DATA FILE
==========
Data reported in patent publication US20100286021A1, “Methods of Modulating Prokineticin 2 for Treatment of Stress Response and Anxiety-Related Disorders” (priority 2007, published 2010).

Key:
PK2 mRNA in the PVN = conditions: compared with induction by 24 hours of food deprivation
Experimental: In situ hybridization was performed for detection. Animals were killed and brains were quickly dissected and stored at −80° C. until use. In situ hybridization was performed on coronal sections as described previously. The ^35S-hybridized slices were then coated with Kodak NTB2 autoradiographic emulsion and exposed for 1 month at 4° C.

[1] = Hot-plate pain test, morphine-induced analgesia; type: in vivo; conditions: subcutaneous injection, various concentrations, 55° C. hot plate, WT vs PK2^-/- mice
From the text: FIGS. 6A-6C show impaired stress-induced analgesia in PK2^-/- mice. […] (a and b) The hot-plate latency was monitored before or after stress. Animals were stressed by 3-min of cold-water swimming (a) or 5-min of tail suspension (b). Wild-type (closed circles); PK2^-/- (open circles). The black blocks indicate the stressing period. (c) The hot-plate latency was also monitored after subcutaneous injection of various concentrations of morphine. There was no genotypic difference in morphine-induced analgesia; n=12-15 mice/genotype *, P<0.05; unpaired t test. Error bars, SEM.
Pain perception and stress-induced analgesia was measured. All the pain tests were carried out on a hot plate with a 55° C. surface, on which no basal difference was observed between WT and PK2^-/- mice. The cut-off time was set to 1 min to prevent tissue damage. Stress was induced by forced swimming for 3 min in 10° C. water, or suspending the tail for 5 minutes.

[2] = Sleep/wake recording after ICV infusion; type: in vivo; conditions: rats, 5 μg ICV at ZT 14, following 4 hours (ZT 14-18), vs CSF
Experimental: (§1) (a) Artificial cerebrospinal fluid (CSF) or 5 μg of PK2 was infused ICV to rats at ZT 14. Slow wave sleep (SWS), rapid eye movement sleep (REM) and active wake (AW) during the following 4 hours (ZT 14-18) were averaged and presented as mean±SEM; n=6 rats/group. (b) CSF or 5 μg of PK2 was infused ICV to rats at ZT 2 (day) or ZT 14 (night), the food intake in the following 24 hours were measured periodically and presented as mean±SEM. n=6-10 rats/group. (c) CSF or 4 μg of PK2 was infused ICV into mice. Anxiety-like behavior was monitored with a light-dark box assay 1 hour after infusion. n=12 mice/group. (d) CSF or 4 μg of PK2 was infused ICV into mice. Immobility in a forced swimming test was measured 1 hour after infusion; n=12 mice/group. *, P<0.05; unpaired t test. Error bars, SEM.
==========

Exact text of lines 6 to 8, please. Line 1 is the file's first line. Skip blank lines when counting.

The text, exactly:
From the text: FIGS. 6A-6C show impaired stress-induced analgesia in PK2^-/- mice. […] (a and b) The hot-plate latency was monitored before or after stress. Animals were stressed by 3-min of cold-water swimming (a) or 5-min of tail suspension (b). Wild-type (closed circles); PK2^-/- (open circles). The black blocks indicate the stressing period. (c) The hot-plate latency was also monitored after subcutaneous injection of various concentrations of morphine. There was no genotypic difference in morphine-induced analgesia; n=12-15 mice/genotype *, P<0.05; unpaired t test. Error bars, SEM.
Pain perception and stress-induced analgesia was measured. All the pain tests were carried out on a hot plate with a 55° C. surface, on which no basal difference was observed between WT and PK2^-/- mice. The cut-off time was set to 1 min to prevent tissue damage. Stress was induced by forced swimming for 3 min in 10° C. water, or suspending the tail for 5 minutes.

[2] = Sleep/wake recording after ICV infusion; type: in vivo; conditions: rats, 5 μg ICV at ZT 14, following 4 hours (ZT 14-18), vs CSF